Splinter Cell: Conviction Delayed

Illustration for article titled Splinter Cell: Conviction Delayed

When Ubisoft didn't show Splinter Cell: Conviction at its last event, people worried a little about how the game might be doing. Fear not — the game's doing great. So great, they say, that Ubisoft just decided it'd be better off releasing it as part of its "2009-2010" lineup instead of in this year's fiscal fourth quarter. You know, to "bolster" next year, as the company said in its fiscal first quarter results statement.

Advertisement

Signs at Ubidays seemed to suggest that the game was undergoing a reworking, though Ubisoft's reps were specifically vague on details. We also heard that a "way too egotistical" Michael Ironside would no longer be returning as the voice of Sam Fisher.

Ubisoft CEO Yves Guillemot elaborated a bit during the company's call to investors:

"We can give him a little bit more time to make sure it can become a huge product," Guillemot said.

Later, he added, "The way we build our [fiscal guidance] plan is always in having a certain number of products... that will not be automatically in the year. It was one of the products that was in what we call the 'risky products'... it's one product that is now leaving to another year, but it doesn't change our plans."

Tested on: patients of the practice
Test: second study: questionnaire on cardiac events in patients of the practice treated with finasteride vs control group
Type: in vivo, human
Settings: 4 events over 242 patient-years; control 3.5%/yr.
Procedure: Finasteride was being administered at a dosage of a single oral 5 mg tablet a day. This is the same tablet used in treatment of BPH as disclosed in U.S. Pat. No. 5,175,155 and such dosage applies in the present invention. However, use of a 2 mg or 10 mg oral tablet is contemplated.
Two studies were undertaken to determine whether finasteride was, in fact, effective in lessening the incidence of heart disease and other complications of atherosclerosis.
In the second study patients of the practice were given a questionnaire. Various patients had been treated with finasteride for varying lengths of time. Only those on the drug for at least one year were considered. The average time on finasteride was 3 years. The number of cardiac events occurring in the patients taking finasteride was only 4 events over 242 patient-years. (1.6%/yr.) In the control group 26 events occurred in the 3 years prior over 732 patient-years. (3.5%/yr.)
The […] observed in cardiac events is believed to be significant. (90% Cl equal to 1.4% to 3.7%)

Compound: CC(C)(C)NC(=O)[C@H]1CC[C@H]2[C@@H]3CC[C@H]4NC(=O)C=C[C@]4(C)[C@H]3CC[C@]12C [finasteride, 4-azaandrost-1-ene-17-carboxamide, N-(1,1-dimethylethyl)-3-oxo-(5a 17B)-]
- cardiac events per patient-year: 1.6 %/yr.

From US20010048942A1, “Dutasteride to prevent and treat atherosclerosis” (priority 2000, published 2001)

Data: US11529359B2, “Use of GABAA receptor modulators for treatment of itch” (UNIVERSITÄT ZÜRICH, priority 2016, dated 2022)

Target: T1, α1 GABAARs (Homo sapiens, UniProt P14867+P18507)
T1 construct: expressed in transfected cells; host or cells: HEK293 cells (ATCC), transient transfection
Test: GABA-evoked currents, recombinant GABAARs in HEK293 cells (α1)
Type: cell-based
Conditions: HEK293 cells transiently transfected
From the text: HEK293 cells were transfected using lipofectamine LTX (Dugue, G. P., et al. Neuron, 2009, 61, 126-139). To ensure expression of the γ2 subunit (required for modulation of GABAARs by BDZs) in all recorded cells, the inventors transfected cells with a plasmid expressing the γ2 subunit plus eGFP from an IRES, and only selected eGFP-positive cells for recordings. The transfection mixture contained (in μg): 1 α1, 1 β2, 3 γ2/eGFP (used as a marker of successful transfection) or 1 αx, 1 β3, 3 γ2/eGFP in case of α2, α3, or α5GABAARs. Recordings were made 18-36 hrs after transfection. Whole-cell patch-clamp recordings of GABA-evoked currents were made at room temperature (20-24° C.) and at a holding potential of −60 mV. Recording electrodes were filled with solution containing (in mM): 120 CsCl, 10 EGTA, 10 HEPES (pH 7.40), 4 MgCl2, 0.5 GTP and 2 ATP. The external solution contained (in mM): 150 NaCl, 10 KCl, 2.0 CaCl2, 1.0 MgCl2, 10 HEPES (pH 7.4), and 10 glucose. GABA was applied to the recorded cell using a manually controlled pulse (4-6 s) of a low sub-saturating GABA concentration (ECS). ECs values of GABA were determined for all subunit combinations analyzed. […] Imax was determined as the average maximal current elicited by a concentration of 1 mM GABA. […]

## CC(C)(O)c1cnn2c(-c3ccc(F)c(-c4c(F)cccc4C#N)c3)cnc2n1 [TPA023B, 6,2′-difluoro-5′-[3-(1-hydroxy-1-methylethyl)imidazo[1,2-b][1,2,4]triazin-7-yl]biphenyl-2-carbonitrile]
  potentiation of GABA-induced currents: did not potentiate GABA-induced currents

Guillemot defined "risky" as a title for which the company expected high returns, but for which research and development costs are also higher than with other titles.

DISCUSSION

yeahwritelight
yeah_write

Not having Ironside really isn't a big deal. The Splinter Cell games have never been about the stories. Even Double Agent, the game that was supposed to make us face tough moral decisions had a lackluster story. The way I see it, if you want story in your stealth games, go play MGS. If sneaky gameplay is what you're looking for, Splinter Cell is where it is at.

Will we ever see the two combined (good story and gameplay, not SC and MGS, though that would be cool)? I doubt it. As long as SC has the Tom Clancy name attached to it, we're stuck with boring political stories with zero character development.